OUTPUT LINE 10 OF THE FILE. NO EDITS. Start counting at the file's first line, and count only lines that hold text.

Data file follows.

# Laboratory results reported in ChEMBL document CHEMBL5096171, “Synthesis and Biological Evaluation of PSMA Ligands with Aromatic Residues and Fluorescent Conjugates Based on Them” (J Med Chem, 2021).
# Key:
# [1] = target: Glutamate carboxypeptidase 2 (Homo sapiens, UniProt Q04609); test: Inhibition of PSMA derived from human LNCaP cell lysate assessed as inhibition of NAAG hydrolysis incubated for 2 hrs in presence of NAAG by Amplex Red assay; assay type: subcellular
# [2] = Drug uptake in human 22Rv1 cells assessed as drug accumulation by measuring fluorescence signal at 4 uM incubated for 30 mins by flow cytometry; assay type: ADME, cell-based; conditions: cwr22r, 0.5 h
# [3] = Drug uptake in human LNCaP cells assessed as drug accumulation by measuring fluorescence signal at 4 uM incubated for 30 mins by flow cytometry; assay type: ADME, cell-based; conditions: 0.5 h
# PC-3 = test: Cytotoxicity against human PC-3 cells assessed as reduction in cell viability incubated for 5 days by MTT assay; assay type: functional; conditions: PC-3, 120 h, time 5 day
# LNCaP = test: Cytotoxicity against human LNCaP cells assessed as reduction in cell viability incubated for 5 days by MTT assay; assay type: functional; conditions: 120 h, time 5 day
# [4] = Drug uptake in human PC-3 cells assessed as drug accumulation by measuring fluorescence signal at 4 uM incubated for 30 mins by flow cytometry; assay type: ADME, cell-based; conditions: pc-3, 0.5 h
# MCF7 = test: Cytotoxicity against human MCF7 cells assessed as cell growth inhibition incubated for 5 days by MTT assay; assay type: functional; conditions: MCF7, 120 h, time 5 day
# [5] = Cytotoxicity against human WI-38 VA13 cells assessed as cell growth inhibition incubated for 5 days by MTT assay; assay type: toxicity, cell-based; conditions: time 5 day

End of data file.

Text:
# [5] = Cytotoxicity against human WI-38 VA13 cells assessed as cell growth inhibition incubated for 5 days by MTT assay; assay type: toxicity, cell-based; conditions: time 5 day